“I just threw more inside,” Santana said of his in-game adjustments that allowed him to clamp down on the Diamondbacks after the second inning. “I got more effective with my offspeed after that. I felt great. The ball was coming out very good. The home run (to Peralta) was a good pitch. He’s a good hitter. He’s hot right now.”

With the Twins leading just 4-3 and the game still very much in doubt, Santana started the seventh but allowed a walk to Gregor Blanco and a single to Peralta. Molitor went to the pen to get Trevor Hildenberger, and on two pitches induced a 1-6-3 double play. Molitor then got Taylor Rogers, who retired Lamb on a foul out to Jason Castro to end the inning, and the final Diamondbacks threat of the night.

Any further threat would have been for naught either way, as the Twins pushed across four runs in their half of the seventh. After scoring single runs in the second, third, fourth and sixth innings — including a Max Kepler home run in the third — the Twins turned up the heat after the stretch. Joe Mauer drilled a single to left off reliever Jorge De La Rosa, and manager Torey Lovullo went to his bullpen to get David Hernandez.

Sano obliterated the first pitch he saw from Hernandez into the upper tank in left-center, and the Twins gained a little breathing room at 6-3. Rosario followed with a single, and Eduardo Escobar got some retribution after a couple ugly strikeouts earlier in the night as he homered to right to give the Twins an 8-3 lead.

“I know he’s been working hard, just trying to stay on the ball. When he’s getting walks, I know he’s getting close,” Molitor said of his slumping slugger breaking out. Sano came into the game hitting just .241/.305/.389 in August and only .229/.303/.394 since the All-Star break. “Tonight we saw the explosion.”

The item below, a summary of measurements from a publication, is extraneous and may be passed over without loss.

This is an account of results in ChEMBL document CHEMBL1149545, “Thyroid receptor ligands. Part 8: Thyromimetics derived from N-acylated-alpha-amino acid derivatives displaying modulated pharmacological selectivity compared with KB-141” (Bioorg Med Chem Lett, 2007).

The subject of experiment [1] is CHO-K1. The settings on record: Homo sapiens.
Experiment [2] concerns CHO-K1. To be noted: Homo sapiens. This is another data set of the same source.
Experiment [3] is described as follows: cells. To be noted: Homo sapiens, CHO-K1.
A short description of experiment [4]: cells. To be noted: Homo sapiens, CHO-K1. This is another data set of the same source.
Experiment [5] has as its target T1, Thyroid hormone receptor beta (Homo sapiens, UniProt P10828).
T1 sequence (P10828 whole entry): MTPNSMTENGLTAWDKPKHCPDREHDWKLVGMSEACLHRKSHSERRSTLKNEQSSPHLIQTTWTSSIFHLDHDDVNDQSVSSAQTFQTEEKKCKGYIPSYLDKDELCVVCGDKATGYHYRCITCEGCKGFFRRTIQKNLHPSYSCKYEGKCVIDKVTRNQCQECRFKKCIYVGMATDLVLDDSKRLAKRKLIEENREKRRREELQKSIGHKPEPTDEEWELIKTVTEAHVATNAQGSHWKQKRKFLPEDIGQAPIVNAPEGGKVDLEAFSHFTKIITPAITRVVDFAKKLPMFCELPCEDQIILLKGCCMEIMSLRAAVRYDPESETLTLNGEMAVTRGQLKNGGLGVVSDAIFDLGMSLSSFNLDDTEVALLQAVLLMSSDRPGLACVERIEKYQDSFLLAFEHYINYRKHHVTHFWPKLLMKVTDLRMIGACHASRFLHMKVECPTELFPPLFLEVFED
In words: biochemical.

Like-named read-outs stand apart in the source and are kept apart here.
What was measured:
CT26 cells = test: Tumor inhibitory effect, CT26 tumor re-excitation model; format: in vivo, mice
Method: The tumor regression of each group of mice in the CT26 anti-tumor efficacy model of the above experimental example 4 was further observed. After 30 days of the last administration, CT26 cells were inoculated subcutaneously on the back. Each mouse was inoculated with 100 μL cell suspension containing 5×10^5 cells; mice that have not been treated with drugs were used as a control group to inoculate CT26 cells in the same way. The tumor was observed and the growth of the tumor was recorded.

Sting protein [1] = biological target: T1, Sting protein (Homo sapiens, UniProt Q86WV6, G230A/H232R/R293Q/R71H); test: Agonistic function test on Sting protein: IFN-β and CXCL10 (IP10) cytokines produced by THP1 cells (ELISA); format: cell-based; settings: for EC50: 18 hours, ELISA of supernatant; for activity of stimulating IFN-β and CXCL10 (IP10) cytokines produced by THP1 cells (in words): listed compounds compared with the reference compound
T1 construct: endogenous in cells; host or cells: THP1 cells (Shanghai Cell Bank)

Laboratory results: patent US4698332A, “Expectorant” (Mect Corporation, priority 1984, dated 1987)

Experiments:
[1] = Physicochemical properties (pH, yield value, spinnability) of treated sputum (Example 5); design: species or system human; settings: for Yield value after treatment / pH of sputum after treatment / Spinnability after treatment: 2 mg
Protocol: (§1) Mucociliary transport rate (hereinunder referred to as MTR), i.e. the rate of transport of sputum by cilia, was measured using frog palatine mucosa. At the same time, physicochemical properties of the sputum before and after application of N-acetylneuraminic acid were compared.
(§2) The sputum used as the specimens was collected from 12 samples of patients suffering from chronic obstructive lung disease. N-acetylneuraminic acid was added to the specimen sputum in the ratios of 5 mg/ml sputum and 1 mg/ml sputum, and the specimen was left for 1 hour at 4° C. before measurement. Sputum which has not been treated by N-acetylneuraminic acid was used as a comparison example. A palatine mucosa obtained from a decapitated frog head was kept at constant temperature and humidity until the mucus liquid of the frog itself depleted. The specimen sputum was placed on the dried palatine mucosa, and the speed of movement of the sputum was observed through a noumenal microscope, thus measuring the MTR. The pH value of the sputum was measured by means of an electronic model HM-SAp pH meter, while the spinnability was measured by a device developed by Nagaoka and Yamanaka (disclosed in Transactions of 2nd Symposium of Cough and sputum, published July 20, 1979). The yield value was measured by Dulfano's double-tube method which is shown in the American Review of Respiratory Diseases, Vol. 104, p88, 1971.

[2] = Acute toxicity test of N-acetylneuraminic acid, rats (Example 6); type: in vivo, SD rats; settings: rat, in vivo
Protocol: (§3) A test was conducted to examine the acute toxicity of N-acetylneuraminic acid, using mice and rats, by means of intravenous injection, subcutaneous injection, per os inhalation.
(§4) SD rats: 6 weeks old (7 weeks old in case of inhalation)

The Twins tacked on a pair of home runs in the eighth as well against Diamondbacks reliever Silvino Brach. Brian Dozier led the inning off with a homer on a 2-0 pitch, and in the process tied Michael Cuddyer for 10th on the team’s all-time list with 141 long balls. With Cuddyer in the stadium on the eve of him being elected into the club’s Hall of Fame, no less.

Sano also added another home run to left field to cap the scoring for the Twins in the eighth, though Rosario grounded out to first to end the threat.

The threat of Buxton hitting for the cycle, that is.

“They said ‘You’re gonna come up again,’” Buxton said of his teammates trying to get him that final chance at the cycle in the ninth inning. “So I just sat by the bat rack and tried to relax myself and calm down a little bit.”

Notes and Quotes

  • The Twins have won nine of their last 12 games.
  • Six home runs matched the team’s season high (May 2 against Oakland).
  • The back-and-forth battle for the team’s lead in slugging percentage continued, with Sano (.517) retaking the lead from Rosario (.506) thanks to his two late home runs. Prior to that, Sano was in danger of seeing his mark drop below .500 for the first time since the last day of last season.
  • Castro was the only Twins player without a hit. Escobar and Dozier were the only starters with just one.
  • Every Twins hitter saw at least 15 pitches, a sentiment not wasted on Molitor after the game, as he noted the offense made Godley, a very good pitcher, work hard.
  • Godley fanned 10 batters in 5.1 innings but also allowed nine hits. His tremendous curveball came as advertised however, as he induced 14 swinging strikes on the night — including seven on the curve.   
  • Santana on what the offensive production did for him on the mound: “It gave me more energy to try get everyone out. The adrenaline that it brought to the game and all that, it was great.”
  • Santana on his team picking him up: “It means a lot. It means we believe in ourselves and won’t give up. We fight until the last out.”